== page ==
My brethren, do not hold your faith in our glorious Lord Jesus Christ with an attitude of personal favoritism. - James 2:1
One of the issues that Christians have always struggled with is the idea of being better than others. Many times, one becomes a follower of Jesus and begins looking down on others who haven’t made the same decision. Pride creeps in, elitism prevails. As a result, many who are not following Jesus lose interest because “If that is what Christianity is, I don’t want it.” James is making it clear it is not. The basis for his warning of favoritism is their faith in Jesus. One can’t have faith in Jesus and show favoritism. Why? Because Jesus didn’t. In New Testament Greek the root of the word favoritism is the word face. James focus is on judging by the face, what we see. This is also proven by the context when he explains the difference between a poor looking man and a rich looking man (2:2-13). We look at Jesus. He was with the widow, the harlot, the tax gatherer, the sinner. Church leaders didn’t understand this. It was obvious to them who these people were because of their appearance. They didn’t dress like the “Holy.” It is no coincidence that right before this passage James defines what pure religion (Christianity) is. It is to watch what we say and to look after orphans and widows in their distress (1:27). During this time widows and orphans were second-class citizens. The term orphans refers to darkness(greek). Those who are unable to find their way. They need help, assistance and guidance. Following Jesus means that we will invest in others who fall into this category. This can be done in many ways- parenting, adoption/foster care, big brothers/sisters, teaching, coaching, befriending our co-workers and neighbors. Look around. It is not difficult to encounter others who are in this state. Pray and find a way to invest in someone today who doesn’t know Christ. We may say it isn’t for us, or we don’t have the time, or things are just too difficult right now. We need to be reminded that those who were receiving James letter were currently under persecution (James 1). Instead of consoling them and making them feel comfortable in their distress, James challenges them to invest in others regardless of what they are facing. Sure, there will be a cost, but as the example of Jesus shows us, and the Apostle Paul Stated, “Your life is not your own” (1 Cor. 6:19).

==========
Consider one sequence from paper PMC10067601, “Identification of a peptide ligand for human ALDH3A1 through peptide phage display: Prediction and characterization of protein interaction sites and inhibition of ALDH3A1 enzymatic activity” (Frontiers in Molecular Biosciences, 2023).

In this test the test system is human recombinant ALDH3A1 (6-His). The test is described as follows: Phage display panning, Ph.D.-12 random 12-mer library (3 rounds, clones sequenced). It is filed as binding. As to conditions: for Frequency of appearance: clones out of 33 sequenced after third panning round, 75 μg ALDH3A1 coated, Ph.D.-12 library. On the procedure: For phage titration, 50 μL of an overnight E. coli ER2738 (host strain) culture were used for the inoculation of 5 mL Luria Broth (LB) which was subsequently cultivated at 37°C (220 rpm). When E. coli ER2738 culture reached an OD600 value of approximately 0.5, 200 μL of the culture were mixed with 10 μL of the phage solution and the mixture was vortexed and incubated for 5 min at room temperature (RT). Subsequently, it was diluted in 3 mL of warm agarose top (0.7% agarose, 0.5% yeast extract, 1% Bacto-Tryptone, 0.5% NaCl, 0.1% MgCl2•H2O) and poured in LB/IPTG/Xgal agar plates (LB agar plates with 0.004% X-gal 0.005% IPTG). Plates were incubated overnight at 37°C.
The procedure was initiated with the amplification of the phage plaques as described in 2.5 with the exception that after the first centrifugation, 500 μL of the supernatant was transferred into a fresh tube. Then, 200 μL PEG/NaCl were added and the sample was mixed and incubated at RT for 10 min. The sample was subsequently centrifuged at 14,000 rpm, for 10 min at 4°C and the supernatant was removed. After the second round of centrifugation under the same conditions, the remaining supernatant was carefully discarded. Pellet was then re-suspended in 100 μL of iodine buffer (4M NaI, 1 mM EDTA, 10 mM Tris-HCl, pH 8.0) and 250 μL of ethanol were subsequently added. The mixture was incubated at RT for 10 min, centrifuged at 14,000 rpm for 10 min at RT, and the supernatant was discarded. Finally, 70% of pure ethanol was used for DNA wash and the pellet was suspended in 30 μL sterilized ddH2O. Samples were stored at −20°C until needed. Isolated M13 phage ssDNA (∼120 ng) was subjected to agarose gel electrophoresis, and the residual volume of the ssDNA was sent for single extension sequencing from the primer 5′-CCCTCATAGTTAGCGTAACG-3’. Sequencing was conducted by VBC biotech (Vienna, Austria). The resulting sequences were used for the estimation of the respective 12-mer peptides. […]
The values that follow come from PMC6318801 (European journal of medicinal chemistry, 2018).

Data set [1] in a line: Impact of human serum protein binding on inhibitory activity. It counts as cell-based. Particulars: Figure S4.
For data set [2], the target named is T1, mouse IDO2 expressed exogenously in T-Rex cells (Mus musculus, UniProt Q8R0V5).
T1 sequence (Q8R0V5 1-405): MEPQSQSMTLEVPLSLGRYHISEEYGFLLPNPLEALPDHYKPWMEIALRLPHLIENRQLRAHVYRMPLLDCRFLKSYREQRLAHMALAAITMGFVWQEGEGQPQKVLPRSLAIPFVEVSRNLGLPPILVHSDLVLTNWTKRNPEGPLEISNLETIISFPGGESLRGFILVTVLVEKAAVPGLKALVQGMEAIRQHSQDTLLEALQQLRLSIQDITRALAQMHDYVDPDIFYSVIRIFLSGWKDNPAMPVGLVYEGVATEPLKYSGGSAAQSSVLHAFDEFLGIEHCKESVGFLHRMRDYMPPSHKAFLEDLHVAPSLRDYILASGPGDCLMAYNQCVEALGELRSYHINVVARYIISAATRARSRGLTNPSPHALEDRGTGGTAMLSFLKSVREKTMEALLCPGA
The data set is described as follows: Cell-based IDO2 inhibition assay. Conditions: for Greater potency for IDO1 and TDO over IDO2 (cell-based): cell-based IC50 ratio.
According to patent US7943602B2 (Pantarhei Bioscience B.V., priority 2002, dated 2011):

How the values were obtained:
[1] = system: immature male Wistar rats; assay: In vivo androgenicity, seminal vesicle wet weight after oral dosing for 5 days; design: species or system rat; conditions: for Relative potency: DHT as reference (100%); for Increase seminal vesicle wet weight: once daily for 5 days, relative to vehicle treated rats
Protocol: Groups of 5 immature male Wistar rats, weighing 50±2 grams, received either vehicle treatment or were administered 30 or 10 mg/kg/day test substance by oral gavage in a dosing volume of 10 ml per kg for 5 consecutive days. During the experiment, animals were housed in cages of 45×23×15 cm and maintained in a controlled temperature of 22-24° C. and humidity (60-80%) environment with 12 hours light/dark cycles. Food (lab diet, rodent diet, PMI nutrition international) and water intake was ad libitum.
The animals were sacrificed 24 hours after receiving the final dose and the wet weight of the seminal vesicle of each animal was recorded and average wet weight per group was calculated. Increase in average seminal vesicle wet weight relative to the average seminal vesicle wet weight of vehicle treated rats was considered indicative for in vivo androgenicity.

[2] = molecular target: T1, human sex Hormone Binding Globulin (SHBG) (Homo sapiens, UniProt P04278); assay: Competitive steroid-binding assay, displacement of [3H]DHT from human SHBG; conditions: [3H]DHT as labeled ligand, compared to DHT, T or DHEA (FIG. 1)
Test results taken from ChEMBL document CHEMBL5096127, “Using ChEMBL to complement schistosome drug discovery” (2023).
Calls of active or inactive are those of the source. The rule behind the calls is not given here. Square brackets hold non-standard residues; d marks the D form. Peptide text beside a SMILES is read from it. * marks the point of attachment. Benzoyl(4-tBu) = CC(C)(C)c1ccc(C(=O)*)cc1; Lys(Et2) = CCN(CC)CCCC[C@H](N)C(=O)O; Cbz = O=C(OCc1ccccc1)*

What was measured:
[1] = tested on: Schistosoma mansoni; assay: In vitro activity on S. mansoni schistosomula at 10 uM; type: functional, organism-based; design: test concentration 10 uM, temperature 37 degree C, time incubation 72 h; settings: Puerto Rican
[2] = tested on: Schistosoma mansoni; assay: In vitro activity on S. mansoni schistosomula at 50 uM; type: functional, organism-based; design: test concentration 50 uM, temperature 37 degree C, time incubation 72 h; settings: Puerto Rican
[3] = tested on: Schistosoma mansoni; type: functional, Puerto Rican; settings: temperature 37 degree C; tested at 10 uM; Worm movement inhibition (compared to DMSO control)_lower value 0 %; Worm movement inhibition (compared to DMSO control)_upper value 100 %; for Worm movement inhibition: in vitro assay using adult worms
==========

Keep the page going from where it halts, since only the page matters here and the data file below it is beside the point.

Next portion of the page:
Who are you investing in? Respond in comments or reply on twitter- @wildman1996
- Wild Man
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